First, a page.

Ask anyone who knows her, and they'll tell you Lillian Skinner is one of the nicest girls they've ever met.
"She's so sweet," said 17-year-old Anahi Alvarez, one of Skinner's best friends and fellow classmates at North Texas' Grand Prairie High School. "We need people in this world like Lilly."
"My mom tells me, and I remember to tell my friends, 'Look inside [to see what] counts. Not the outside. Look inside your heart,'" Skinner told NBC 5. "If you judge people's skin, that's bad. But look inside their heart, to who they are."
See? What a nice kid.
But sadly, it was Skinner's very sweet and innocent nature that recently found her as the butt of a cruel prank that sounds like something straight out of "Mean Girls." According to NBC Chicago, an unnamed group of girls apparently decided it would be hilarious to run up to Skinner and tell her she had just been nominated for—gasp!—homecoming queen. (In other words, every high school girl's dream come true.)
In reality, Skinner hadn't been nominated at all, and as she later found out, didn't stand a chance of being crowned. At least, that's what she thought.
It just so happened that two of Skinner's best friends—Anahi Alvarez and Naomi Martinez—were nominated. And once they found out about the joke played on their friend, they put their heads together and hatched a plan. If one of them won homecoming queen, they would hand over their crown to Skinner, no questions asked.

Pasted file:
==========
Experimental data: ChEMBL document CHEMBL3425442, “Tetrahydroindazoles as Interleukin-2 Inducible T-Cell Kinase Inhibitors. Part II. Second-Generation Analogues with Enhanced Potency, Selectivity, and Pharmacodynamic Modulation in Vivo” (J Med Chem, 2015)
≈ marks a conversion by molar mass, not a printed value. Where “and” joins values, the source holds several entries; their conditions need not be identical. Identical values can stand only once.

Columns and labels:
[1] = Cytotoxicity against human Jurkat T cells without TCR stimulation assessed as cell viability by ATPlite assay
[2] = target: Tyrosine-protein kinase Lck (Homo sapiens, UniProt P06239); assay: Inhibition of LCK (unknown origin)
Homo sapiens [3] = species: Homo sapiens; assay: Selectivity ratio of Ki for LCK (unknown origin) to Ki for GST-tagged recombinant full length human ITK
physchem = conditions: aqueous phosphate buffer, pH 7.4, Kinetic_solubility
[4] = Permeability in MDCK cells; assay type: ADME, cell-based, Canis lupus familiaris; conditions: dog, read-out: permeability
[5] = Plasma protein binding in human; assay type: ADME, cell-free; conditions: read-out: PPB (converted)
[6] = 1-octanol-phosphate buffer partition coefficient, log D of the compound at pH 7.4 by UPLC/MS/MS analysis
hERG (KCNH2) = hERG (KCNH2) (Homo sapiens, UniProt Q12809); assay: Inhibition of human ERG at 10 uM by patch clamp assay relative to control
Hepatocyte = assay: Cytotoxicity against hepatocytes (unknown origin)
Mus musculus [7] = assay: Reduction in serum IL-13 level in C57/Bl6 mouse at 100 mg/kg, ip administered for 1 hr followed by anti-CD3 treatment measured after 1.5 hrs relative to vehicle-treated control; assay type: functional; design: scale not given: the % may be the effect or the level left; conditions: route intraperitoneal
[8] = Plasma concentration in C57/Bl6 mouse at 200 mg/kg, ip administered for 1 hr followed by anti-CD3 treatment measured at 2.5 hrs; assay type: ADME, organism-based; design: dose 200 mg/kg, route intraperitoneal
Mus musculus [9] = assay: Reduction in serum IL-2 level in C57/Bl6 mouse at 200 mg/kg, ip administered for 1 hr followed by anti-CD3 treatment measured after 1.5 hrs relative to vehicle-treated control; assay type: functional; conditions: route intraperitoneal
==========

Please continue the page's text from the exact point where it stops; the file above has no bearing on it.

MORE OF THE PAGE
"We promised each other and we were like, 'No matter what, no backing down. If one of us wins, we're giving Lillian the crown,'" Martinez said.
The girls even went so far as to get the school principal in on things.
On homecoming night, Principal Lorimer Arendse happily led Skinner onto the field, after asking her to take photos of the homecoming court procession. Skinner was excited just to get a front-row seat, in hopes that one of her friends would be crowned. But little did she know she was about to have a very big moment of her own.
Before long, it was announced: Anahi Alvarez was Grand Prairie High's 2014 Homecoming Queen. But the crown wasn't placed on Alvarez's head; Skinner was called over, to be crowned herself.
"When she won the queen, I took a picture and she told me to come over," remembers Skinner. "And I said, 'It's OK. It's OK. It's your crown, you know? My name is not on the list.'"
But Alvarez would hear none of it—the homecoming crown was Skinner's.
"I was like, 'Wow, really? Like, wow! Like, is this a dream or something?'" Skinner later said.
"That's when it was just, the moment itself took over," Principal Arendse remembers.
And boy, was it a moment.
"Seeing the look on her face and the way she reacted toward it, it was priceless," said Martinez. "I knew it was the right decision."
Alvarez agreed, saying she'd gladly do it all over the same way, if she had the chance.
"Well, for me, I want to say, and I always say, 'Lilly won. I just ran in her place, in her position,'" Alvarez said. "When they ask me, 'Were you homecoming queen?' I say, 'No, Lilly is homecoming queen.'"
"In all my time in school," added Arendse, "this is probably the greatest moment I've ever experienced as a principal."